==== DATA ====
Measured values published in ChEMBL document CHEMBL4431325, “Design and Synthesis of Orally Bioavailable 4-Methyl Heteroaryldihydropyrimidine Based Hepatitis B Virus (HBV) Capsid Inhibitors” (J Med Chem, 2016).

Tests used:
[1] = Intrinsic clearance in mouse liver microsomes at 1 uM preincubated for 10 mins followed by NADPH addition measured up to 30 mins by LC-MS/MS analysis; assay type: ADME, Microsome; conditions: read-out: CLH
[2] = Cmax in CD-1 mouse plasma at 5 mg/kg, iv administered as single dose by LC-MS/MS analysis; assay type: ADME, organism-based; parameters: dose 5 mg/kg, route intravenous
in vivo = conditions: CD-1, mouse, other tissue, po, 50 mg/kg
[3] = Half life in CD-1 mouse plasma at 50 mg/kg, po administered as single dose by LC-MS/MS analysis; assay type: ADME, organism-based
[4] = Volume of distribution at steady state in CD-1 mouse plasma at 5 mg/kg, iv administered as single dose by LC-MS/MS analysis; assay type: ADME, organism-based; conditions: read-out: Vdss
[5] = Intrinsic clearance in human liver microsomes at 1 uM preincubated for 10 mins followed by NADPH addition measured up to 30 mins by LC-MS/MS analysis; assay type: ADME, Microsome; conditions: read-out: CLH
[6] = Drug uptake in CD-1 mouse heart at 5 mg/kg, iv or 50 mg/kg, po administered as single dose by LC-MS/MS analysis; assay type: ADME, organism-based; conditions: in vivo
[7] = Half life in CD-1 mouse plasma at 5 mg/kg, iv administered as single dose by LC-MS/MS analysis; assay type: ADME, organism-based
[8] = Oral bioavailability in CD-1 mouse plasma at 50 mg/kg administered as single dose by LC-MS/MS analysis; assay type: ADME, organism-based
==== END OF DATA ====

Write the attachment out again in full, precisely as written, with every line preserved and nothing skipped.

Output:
Measured values published in ChEMBL document CHEMBL4431325, “Design and Synthesis of Orally Bioavailable 4-Methyl Heteroaryldihydropyrimidine Based Hepatitis B Virus (HBV) Capsid Inhibitors” (J Med Chem, 2016).

Tests used:
[1] = Intrinsic clearance in mouse liver microsomes at 1 uM preincubated for 10 mins followed by NADPH addition measured up to 30 mins by LC-MS/MS analysis; assay type: ADME, Microsome; conditions: read-out: CLH
[2] = Cmax in CD-1 mouse plasma at 5 mg/kg, iv administered as single dose by LC-MS/MS analysis; assay type: ADME, organism-based; parameters: dose 5 mg/kg, route intravenous
in vivo = conditions: CD-1, mouse, other tissue, po, 50 mg/kg
[3] = Half life in CD-1 mouse plasma at 50 mg/kg, po administered as single dose by LC-MS/MS analysis; assay type: ADME, organism-based
[4] = Volume of distribution at steady state in CD-1 mouse plasma at 5 mg/kg, iv administered as single dose by LC-MS/MS analysis; assay type: ADME, organism-based; conditions: read-out: Vdss
[5] = Intrinsic clearance in human liver microsomes at 1 uM preincubated for 10 mins followed by NADPH addition measured up to 30 mins by LC-MS/MS analysis; assay type: ADME, Microsome; conditions: read-out: CLH
[6] = Drug uptake in CD-1 mouse heart at 5 mg/kg, iv or 50 mg/kg, po administered as single dose by LC-MS/MS analysis; assay type: ADME, organism-based; conditions: in vivo
[7] = Half life in CD-1 mouse plasma at 5 mg/kg, iv administered as single dose by LC-MS/MS analysis; assay type: ADME, organism-based
[8] = Oral bioavailability in CD-1 mouse plasma at 50 mg/kg administered as single dose by LC-MS/MS analysis; assay type: ADME, organism-based